Most hospitals received annual penalties for excess readmissions, but some fared better than others

Michael P. Thompson, Teresa M. Waters, Cameron M. Kaplan, Yu Cao, Gloria J. Bazzoli

Research output: Contribution to journalArticlepeer-review

38 Scopus citations


The Hospital Readmissions Reduction Program (HRRP) initiated by the Affordable Care Act levies financial penalties against hospitals with excess thirty-day Medicare readmissions. We sought to understand the penalty burden over the program's first five years, focusing on characteristics of hospitals that received penalties during all five years, how penalties changed over time, and the relationship between baseline and subsequent performance. More than half of participating hospitals were penalized by the Centers for Medicare and Medicaid Services in all five years of the program. From fiscal years 2013 to 2017, the growth in average penalties was modest, doubling from 0.29 percent to 0.60 percent, despite increasing opportunities for penalization. The penalty burden was greater in hospitals that were urban, major teaching, large, or for-profit and that treated larger shares of Medicare or socioeconomically disadvantaged patients. Surprisingly, hospitals treating greater proportions of medically complex Medicare patients had a lower cumulative penalty burden compared to those treating fewer proportions of these patients. Lastly, we found that hospitals with high baseline penalties in the first year continued to receive significantly higher penalties in subsequent years. For many hospitals, the HRRP leads to persistent penalization and limited capacity to reduce penalty burden. Alternative structures might avoid persistent penalization, while still motivating reductions in hospital readmissions.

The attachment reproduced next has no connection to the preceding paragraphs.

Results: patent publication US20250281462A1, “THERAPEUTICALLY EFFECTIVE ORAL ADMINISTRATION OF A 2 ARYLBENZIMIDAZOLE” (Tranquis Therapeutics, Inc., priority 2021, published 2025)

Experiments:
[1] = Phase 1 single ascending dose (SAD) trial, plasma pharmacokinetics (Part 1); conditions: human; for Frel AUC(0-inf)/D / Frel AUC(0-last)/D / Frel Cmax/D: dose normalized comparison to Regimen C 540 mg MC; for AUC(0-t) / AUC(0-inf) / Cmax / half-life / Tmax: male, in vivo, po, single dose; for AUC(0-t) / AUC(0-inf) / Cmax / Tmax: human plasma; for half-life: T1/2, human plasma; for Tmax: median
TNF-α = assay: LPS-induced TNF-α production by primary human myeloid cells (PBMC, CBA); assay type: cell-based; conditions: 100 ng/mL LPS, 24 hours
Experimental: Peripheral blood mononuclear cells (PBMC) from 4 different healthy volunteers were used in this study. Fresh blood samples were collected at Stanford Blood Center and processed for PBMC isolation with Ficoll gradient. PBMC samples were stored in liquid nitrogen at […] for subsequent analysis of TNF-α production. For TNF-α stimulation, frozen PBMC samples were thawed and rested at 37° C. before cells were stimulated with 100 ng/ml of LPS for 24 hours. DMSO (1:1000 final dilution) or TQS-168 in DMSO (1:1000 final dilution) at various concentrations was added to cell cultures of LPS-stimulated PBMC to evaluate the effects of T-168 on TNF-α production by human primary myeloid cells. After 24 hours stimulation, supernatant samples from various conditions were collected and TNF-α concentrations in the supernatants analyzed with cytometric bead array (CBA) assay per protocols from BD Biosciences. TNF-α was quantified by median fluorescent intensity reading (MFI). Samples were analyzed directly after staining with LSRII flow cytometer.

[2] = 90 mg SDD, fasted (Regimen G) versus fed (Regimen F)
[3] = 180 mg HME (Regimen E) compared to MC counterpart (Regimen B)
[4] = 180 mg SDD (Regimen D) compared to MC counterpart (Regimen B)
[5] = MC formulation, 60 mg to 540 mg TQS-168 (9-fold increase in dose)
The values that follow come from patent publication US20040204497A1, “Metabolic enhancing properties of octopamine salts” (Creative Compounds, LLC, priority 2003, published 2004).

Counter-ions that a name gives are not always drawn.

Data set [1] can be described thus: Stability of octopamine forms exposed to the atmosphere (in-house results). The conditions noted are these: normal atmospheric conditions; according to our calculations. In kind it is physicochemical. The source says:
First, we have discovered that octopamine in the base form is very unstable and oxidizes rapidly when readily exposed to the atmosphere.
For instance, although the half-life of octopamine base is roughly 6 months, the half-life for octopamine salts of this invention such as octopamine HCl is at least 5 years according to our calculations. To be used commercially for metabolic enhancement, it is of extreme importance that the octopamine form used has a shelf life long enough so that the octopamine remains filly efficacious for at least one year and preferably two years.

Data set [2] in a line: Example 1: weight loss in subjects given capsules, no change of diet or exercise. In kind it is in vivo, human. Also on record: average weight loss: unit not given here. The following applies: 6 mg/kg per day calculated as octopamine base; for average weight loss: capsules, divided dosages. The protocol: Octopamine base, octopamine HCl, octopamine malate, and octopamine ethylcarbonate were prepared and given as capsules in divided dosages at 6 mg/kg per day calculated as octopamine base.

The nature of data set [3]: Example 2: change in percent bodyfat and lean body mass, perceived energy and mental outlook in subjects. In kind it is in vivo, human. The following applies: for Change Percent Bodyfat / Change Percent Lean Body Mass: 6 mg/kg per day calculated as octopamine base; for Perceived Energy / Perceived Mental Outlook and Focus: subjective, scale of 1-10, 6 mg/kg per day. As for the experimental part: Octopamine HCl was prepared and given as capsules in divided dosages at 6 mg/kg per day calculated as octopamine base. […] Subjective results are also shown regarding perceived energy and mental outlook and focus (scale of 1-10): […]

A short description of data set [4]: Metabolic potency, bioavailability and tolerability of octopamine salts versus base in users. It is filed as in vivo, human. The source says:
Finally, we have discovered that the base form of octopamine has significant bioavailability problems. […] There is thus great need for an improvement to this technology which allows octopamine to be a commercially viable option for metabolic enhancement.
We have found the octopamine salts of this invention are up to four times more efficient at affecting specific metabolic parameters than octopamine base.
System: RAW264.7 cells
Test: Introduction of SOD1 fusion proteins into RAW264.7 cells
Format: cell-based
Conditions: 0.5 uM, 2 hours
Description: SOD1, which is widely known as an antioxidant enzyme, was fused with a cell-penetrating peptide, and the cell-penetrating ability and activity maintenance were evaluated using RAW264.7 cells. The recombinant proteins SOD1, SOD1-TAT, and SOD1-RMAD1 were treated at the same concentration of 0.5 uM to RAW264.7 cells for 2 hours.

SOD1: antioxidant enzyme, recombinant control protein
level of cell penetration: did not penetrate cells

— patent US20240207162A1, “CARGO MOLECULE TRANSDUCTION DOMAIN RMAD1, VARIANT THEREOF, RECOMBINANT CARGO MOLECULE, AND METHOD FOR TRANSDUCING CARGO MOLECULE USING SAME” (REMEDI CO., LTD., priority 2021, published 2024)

Original languageEnglish
Pages (from-to)893-901
Number of pages9
JournalHealth Affairs
Issue number5
StatePublished - May 1 2017

Bibliographical note

Publisher Copyright:
© 2017 Project HOPE-The People-to-People Health Foundation, Inc.

ASJC Scopus subject areas

  • Health Policy


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